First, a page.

Lost Arts studio

A lot of the fiber arts I enjoy are things like tatting, netmaking, chair caning, and even weaving, where people will come up to me when I demonstrate and solemnly tell me, "That's a lost art."

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Location: SW Outer Nowhere, Michigan, United States

On the Internet, nobody knows you're a chicken. (With apologies to Peter Steiner.)

11 December 2006

Not the Mess I Was Expecting

Usually when my husband does any brewing, it's in a five or six-gallon glass carboy with an airlock or "bubbler" in the mouth.

This big barrel is different. He doesn't have a cork big enough for the bunghole. His solution was to put a clean piece of cloth over it, both to keep out the fruit flies that hatch out of nowhere (even in frozen January) in the presence of mead, and to control any foaming.

This weekend, we finally saw a bit of foaming. But the tongue of foam you see in the picture is as far as it got.

The mess we are getting that I wasn't expecting at all is that honey is weeping out of the very bottom of the barrel at both ends. Not very much honey, just a drop at a time, probably less than a quarter of a cup total so far. We put saucers under the drops, and my husband plans to weigh the honey that leaks out. But with over 100 pounds of honey in the batch, it doesn't look like it's a significant amount.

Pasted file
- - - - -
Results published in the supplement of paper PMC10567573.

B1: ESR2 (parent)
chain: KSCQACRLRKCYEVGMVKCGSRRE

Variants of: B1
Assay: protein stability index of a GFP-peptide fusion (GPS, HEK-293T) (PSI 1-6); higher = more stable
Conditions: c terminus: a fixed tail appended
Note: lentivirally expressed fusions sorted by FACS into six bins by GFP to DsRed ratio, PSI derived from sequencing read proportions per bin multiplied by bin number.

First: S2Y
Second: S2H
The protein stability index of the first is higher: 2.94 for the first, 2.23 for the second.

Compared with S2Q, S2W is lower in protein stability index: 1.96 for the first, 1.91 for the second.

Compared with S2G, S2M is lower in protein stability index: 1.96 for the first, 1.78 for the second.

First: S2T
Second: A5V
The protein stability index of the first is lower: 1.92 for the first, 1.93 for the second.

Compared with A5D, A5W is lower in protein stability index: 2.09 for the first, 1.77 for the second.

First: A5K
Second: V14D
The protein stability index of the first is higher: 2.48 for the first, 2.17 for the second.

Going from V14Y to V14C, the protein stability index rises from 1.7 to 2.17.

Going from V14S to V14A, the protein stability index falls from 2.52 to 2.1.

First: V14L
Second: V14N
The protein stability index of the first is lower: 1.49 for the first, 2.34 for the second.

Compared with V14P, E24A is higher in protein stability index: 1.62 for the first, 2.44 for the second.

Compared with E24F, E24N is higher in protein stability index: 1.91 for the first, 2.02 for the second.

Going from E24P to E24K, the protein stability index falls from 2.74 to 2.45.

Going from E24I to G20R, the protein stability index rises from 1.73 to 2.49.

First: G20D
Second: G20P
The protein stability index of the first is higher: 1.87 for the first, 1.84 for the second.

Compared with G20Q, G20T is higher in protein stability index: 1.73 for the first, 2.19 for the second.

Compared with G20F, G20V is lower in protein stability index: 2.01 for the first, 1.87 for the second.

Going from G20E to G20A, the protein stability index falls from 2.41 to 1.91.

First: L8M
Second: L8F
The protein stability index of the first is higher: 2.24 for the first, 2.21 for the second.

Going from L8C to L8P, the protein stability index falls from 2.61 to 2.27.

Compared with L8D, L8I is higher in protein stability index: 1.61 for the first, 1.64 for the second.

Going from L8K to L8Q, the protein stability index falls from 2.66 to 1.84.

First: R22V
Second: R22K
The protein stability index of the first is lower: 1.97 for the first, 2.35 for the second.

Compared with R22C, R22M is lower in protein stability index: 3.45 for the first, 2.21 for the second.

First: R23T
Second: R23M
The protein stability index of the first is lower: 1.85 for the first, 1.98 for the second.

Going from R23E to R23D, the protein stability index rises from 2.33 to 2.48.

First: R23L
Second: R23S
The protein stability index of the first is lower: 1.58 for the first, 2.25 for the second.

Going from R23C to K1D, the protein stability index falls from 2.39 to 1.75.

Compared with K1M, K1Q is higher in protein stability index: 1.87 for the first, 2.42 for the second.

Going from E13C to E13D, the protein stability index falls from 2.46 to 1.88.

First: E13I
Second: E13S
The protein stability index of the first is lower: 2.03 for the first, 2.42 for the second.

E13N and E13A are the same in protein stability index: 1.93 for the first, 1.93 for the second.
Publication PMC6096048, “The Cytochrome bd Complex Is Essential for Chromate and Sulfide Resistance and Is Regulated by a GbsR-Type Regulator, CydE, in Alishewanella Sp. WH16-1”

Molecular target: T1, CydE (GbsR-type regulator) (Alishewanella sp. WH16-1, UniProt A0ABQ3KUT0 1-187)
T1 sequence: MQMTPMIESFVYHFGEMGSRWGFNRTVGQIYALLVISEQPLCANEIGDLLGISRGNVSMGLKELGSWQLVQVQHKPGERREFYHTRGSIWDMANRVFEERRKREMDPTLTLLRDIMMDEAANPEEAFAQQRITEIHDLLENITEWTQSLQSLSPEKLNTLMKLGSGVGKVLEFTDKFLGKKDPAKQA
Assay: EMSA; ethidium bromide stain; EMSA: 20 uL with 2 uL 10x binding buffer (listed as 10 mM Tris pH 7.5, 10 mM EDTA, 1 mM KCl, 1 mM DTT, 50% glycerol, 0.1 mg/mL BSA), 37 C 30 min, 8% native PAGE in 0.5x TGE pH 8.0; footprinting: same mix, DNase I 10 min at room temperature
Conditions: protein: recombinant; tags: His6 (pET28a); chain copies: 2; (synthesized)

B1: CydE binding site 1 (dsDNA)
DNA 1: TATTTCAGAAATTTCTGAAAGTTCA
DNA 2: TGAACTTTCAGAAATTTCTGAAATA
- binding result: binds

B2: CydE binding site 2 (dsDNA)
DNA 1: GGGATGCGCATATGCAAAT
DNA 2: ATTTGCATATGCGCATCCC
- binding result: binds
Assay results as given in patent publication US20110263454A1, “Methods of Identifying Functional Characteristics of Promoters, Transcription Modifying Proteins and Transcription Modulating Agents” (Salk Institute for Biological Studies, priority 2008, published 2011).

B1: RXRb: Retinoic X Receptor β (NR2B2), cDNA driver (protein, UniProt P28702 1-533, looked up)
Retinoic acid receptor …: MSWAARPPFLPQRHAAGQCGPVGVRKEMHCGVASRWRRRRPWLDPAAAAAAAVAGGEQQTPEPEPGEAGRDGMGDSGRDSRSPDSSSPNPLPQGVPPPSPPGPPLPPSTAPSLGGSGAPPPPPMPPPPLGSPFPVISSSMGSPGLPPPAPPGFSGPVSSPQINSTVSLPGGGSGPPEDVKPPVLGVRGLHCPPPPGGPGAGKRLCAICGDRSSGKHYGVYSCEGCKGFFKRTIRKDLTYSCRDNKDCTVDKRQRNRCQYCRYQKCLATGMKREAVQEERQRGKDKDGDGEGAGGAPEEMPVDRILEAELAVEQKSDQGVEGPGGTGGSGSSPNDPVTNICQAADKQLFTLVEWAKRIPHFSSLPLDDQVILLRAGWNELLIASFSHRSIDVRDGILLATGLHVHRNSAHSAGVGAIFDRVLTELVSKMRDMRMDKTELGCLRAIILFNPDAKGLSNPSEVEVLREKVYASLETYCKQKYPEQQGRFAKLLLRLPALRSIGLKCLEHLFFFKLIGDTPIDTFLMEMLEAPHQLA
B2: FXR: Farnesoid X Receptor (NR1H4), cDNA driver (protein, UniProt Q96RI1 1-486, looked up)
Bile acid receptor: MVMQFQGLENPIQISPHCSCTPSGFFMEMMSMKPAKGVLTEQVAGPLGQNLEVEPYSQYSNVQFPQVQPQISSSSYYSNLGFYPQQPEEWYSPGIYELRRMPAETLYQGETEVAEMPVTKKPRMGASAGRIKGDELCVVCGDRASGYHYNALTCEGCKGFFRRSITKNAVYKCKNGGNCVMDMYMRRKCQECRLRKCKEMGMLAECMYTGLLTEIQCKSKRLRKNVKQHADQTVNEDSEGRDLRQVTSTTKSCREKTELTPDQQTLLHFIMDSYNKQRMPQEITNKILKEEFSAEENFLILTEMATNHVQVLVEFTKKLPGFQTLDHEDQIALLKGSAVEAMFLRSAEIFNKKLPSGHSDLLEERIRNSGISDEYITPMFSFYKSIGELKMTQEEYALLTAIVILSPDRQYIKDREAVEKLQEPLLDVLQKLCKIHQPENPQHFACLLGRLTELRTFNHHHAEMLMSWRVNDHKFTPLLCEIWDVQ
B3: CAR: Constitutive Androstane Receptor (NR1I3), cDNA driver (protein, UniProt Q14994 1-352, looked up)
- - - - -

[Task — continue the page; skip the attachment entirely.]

My husband and I each have a theory on why the honey is leaking out. Our theories are not mutually exclusive.

He thinks this barrel might have had a "wax seal" inside, and if it did, he inadvertantly melted it when he boiling-water-rinsed it before they filled it with honey and cider.

I think the honey has settled to the bottom, and is very slightly drying out and shrinking the barrel staves towards the bottom, allowing them to contract enough to let honey leak.

Since there is nothing we can do about the wax seal while the barrel is full, he has been stirring the proto-mead with a wooden dowel to mix the honey off the bottom. Following stirring, we got the small amount of foaming.

Two dogs trying to share a small rug. For scale, the floor tiles are sixteen inch squares. You can see that medium-sized black Truffles has the lion's share of the rug, while 100+ pound Ajax is curled up on less than half. When he was a small puppy, Truffles used to drag him around by his collar. Truffles is convinced that she can still do this. (Ajax is, too.)

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